After Johnson pleaded guilty last week, Sunderland did its best pearl-clutching act and quickly released him, feigning surprise at his admission. We should have already been cynical about Sunderland’s sudden moral outrage (and we were), but today’s evidence exposes that pitiful charade for what it is. Sunderland Football Club knowingly employed a sexual predator, and continued to employ him until his guilty plea made that position untenable. It would probably be wrong to assume that the welfare of a child means nothing at the Stadium of Light, but we at least know for sure that it’s worth less than a handful of assists and a couple of goals.

AC Milan president Silvio Berlusconi waves to supporters flanked by his daughter Barbara, outside the Milanese soccer club's headquarters, in Milan, Italy, Friday, July 3, 2015. Berlusconi has demanded new coach Sinisa Mihajlovic lead the club back into the Champions League. (AP Photo/Luca Bruno)Luca Bruno/AP

Mario Balotelli is the target of lazy racism (again)

AC Milan president and former Italian prime minister Silvio Berlusconi is a man with varied interests and impeccable multi-tasking skills. Somehow, in between his rampant corruption, underage prostitution scandals, frequent sexism, xenophobia, anti-semitism, islamophobia, homophobia, and occasional fascist sympathizing, he still finds time for good old fashioned casual racism.

This week, mega-douche Berlusconi was at it again. Berlusconi was discussing his wish for an all-Italian Milan team, and said of Balotelli that he “is also Italian even if he has taken too much sun.” Yes, the same Mario Balotelli who has suffered more racist abuse than any player in recent memory, sometimes even at the hand of his own fans. That same Balotelli had to listen to his employer describe his nationality as being legitimate despite the color of his skin. Berlusconi was clearly trying to be funny, but — because he is a vile, bigoted waste of flesh — instead just reinforced the same ugly stereotypes that a man in his position should be fighting against.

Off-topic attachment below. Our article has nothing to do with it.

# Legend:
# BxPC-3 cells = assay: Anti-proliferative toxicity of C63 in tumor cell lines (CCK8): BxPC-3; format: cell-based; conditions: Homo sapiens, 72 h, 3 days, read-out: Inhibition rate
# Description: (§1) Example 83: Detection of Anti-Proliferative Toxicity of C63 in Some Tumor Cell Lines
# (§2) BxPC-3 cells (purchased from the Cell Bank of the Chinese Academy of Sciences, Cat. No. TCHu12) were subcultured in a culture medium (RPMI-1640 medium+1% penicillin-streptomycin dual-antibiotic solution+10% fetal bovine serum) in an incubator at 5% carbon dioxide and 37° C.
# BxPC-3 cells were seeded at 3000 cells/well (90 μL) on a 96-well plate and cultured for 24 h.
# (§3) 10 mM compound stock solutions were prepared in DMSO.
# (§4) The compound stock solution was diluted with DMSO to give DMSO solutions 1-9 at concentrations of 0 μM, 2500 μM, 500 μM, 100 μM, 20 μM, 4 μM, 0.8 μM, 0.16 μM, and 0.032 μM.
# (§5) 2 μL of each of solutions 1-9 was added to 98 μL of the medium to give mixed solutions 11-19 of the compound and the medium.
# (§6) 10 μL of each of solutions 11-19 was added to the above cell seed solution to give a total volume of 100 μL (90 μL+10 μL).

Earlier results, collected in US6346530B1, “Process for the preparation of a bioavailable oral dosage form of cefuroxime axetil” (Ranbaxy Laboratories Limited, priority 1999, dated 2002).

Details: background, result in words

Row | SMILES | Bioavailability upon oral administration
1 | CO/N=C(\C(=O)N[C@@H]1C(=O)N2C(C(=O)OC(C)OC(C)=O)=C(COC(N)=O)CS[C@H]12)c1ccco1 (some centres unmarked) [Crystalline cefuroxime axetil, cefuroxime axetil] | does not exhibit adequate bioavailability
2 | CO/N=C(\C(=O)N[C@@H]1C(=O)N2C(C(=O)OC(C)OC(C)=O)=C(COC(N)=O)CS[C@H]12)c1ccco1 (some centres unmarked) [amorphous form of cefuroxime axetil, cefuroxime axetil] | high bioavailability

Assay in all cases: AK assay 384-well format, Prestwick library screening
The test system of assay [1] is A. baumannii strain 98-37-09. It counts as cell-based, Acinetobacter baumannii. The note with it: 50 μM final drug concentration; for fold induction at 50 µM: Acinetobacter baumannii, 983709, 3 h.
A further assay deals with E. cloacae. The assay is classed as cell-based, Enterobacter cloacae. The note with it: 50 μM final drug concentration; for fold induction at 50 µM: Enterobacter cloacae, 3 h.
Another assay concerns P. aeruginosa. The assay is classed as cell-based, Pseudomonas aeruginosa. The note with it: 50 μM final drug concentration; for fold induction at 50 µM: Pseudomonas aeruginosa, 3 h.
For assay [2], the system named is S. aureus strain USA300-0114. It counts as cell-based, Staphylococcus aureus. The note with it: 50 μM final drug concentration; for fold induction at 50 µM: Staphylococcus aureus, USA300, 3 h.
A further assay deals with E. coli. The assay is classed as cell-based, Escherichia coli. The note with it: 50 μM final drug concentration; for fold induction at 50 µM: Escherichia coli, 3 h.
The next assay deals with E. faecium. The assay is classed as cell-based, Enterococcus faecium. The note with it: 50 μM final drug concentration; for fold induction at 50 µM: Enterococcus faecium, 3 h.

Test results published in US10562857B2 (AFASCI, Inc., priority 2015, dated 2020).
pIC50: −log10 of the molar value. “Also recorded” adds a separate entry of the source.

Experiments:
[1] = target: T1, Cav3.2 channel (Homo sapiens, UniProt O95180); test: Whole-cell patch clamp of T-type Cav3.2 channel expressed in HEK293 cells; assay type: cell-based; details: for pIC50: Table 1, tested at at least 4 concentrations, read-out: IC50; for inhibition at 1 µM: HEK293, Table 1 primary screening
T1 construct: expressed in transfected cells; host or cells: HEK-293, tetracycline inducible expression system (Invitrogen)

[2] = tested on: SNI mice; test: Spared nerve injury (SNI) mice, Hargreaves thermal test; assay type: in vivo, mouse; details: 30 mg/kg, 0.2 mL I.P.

Salih Dursun: First ballot Banter Hall of Famer

Modern day soccer is all about branding. “The [insert team name here] Way” is a line that is peddled by teams everywhere, and fans eat it up. Most big clubs exploit their own history and traditions for profit. Trabzonspor, the current regional champion of batshit crazy referee interactions, is no different. Clearly threatened by Bayer Leverkusen’s attempt to snatch the crown by having its manager refuse to leave to the dugout (resulting in the match being suspended), Trabzonspor was forced into action.

Enter Salih Dursun. Several Trabzonspor’s players surrounded the referee during last weekend’s match against Galatasaray when Dursun’s teammate Luis Cavanda was sent off (Trabzonspor’s third red card of the game). During the sending-off sequence, the referee dropped his red card, which Dursun immediately picked up and brandished in the official’s face. Dursun was promptly sent off, for obvious reasons.

A player angrily trying to turn the tables on a referee is so hilariously out of place in a top flight match, but make no mistake, Dursun is a hero for making it happen. Trabzonspor was already down to eight men anyway, so one more dismissal wasn’t going to get them back into it. If you’re going to hurt your own team through sheer stupidity, you should always do it in the funniest way possible. Thank you, Salih, for your dedication to the bantz.

Also, it appears that there already may be Dursun tribute shirts making the rounds.

The world happens fast these days.